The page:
Pay Phone in the Hoh Rain Forest - Olympic National Park, WA

After my visit to the rain forest, I decided to race down to Ruby Beach to try and catch the sunset. Unfortunately, I left a bit too late and so I was very rushed at the beach and only came back with 1 decent shot. Click it to view a larger version.

Ruby Beach in Olympic National Park, WA

Coming up next: tons and tons of waterfall shots!

 

Washington Trip: Part 1

Well it's been one hell of a week! You may notice that it's been a little while since my last post. That's because I've been out of town to two separate locations since May 22nd. The first trip was to Olympic National Park in Washington state - which is what these next few blog posts are all about - and the second was to Joshua Tree National Park. Both trips were a blasty and I'm really excited to share my results from the Washington trip.

But before I get into the results from the trip, let me just quickly thank everyone for the overwhelming response to the launch of my new online courses and course packages! I poured my blood, sweat and tears into these courses, so it's great to see them received so well. I've already heard great feedback from some of the early sign-ups.

But on to the trip...

Moss-Covered Branches and Sword Ferns in the Hoh Rain Forest

For those of you who follow me on Facebook or Twitter, you may know that I recently went on a 4-day solo trip to the Olympic Peninsula to get some new photos. I had 2 days of travel and 2 full days of shooting planned out with the Hoh Rain Forest and various waterfalls as my main targets.

I've been dying to visit Olympic National Park for years. Maybe it's the Irish and English blood in me, but I feel at home in a rainy climate. I love the beautiful weather here in So Cal and I love spending time in the desert, but the lush, rainy, wet ecosystem of the Pacific Northwest really speaks to me. And having never visited a rain forest before, I was anxious to try my hand at photographing one. This park has been at the top of my "To-Shoot" list for awhile now.

All in all, I snapped the shutter about 700 times on this trip, so I'm breaking up my results into several blog posts. This first post is just the first half of Day 2 (the first day of shooting).

I started the day with a nice, leisurely hike through the Quinault Rain Forest right across the road from my hotel. Although this section of rain forest isn't quite as dramatic as the later-visited Hoh Rain Forest, the scenery blew me away. I walked through this forest of 200-foot Sitka Spruce trees, ferns, wildflowers and endless mosses almost unable to believe my eyes. The amount of life that surrounded me was awe-inspiring. It seems there isn't one thing that doesn't have another plant growing out of it. Ferns grow out of trees, mosses grow on branches, trees grow out of other trees. And it's as though there's no open patch of dirt. Every square inch of ground is covered with a plant. It's really astounding.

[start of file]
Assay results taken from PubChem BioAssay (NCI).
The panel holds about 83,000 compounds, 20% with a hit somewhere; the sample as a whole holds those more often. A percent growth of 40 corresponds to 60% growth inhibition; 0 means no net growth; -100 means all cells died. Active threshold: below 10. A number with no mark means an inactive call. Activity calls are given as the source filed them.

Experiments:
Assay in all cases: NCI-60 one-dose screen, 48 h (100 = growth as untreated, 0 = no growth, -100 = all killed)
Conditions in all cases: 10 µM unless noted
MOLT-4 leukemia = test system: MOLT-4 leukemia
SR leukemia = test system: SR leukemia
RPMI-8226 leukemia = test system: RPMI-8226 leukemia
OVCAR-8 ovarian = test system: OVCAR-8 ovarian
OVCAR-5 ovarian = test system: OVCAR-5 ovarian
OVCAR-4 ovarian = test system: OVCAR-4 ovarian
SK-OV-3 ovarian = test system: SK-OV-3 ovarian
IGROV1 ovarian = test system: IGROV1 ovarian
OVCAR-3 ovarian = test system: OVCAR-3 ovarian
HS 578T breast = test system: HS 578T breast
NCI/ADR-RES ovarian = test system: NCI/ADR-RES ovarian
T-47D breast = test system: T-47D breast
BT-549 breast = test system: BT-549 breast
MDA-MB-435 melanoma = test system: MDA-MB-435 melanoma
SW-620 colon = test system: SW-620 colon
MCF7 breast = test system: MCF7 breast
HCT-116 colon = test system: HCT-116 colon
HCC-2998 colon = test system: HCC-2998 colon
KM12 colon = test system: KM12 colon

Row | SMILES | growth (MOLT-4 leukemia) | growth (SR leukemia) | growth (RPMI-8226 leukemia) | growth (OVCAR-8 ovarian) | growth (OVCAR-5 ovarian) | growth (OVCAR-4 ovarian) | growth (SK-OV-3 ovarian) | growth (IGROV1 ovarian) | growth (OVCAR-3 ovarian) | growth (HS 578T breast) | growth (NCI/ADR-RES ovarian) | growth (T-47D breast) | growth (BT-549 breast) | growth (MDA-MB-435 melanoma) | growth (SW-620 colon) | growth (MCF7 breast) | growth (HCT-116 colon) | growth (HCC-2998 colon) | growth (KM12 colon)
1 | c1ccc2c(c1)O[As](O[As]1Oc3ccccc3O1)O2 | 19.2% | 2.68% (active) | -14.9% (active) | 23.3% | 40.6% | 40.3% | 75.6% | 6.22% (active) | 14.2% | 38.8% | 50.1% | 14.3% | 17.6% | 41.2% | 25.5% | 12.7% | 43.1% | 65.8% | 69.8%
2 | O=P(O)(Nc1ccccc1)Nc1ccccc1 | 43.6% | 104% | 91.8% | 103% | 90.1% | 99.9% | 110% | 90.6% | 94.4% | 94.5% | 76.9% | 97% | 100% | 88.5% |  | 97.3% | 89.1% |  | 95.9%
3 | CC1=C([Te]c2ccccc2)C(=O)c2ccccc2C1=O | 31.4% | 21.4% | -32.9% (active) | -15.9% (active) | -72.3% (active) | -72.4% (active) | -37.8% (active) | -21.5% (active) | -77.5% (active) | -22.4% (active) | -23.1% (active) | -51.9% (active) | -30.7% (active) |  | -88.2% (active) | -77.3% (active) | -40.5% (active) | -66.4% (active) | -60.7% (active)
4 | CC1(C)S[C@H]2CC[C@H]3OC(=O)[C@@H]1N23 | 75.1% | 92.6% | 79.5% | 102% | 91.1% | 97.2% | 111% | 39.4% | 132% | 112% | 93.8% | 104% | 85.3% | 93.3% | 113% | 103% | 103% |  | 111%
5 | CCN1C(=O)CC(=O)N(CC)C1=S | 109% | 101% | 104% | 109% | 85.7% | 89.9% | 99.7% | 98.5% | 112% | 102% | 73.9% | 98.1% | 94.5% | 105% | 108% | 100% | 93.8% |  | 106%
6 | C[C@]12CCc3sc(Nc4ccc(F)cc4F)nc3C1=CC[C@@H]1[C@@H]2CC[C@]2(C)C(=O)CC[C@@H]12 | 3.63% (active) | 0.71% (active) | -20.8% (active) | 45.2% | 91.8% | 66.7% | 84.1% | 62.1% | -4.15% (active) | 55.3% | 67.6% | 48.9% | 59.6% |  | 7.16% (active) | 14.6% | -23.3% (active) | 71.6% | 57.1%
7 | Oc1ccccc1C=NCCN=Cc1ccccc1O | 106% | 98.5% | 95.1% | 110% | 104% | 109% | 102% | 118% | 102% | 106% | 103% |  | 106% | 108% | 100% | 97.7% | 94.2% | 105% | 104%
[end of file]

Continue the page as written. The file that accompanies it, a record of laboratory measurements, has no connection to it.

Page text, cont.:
The trail was so picturesque that it felt a little like I was walking the queue to a rainforest-themed ride at Disneyland. The forest is practically a parody of itself. It was fantastic.

The light wasn't ideal during this hike and I was anxious to get to the Hoh Rain Forest, so I only got a few shots of these yellow Creeping Buttercup flowers and a picture of some cascades in the creek.

Creek Cascades in the Quinault Rainforest - Olympic National Forest, WA

Creeping Buttercup wildflowers in the Quinault Rain Forest

Creeping Buttercup wildflowers in the Quinault Rain Forest

Creeping Buttercup wildflowers and Lady Fern in the Quinault Rain Forest

After a quick bite, it was off to the Hoh Rain Forest.

Before we get to the pictures from the Hoh Rain Forest, I have to tell you that walking through the Hoh Rain Forest was one of the most amazing experiences of my life. It's difficult to put into words, but the best I can sum it up is: "Oh my God." My internal dialogue was repeating that with every head turn.

As I walked amongst the giant spruce and hemlock trees all draped with moss, I could actually feel how old this place was. I'd never experienced that sensation before. It was like suddenly I was this small, insignificant blip on the radar screen of time. I hate to get all abstract on you here, but that's the best way I can describe it. These giants around me were older and wiser than I could ever be. I'll come and go and they'll still be standing. And if they're not standing, they will have fallen, decayed and come back as new plant life to carry on the cycle. This forest was here long before any of us were and if the entire human race were to go extinct tomorrow, the forest would carry on (probably thrive, actually).

The Hoh Rain Forest - Olympic National Park, WA

It's rare that my photos don't do the location justice, but this time, I don't think they could. The photos can only record the visuals. Without the depth, the stillness of the air, the mental sensations, the sounds and everything else us humans can perceive in a location like this, these photos couldn't capture it in its true form. But, I did the best I could, so enjoy 🙂

The Hoh Rain Forest - Olympic National Park, WA

Oxalis in The Hoh Rain Forest - Olympic National Park, WA

^ This beautiful clover-looking plant is called Oxalis and it covers much of the forest floor.

Cat-Tail Moss on a branch in The Hoh Rain Forest - Olympic National Park, WA

The Hoh Rain Forest - Olympic National Park, WA

The Hoh Rain Forest - Olympic National Park, WA
^ This composition of a tree stump and some deadwood is intentionally cluttered to illustrate the dense, cluttered look of the scenery in this forest.

Sword Ferns in The Hoh Rain Forest - Olympic National Park, WA

^ These prehistoric-looking sword ferns were everywhere.

Tree Trunks in The Hoh Rain Forest - Olympic National Park, WA

The Hoh Rain Forest - Olympic National Park, WA

^ Oxalis and moss grow from old deadwood on the forest floor.

These pictures only account for about half of my final shots from the Hoh Rain Forest. I'll be posting Part 2 of my Washington trip sometime tomorrow. That will include the rest of my shots from the Hoh Rain Forest - including pictures from my favorite section, the Hall of Mosses - plus a single coastal shot I was able to snag that night.

Thanks for stopping by and stay tuned!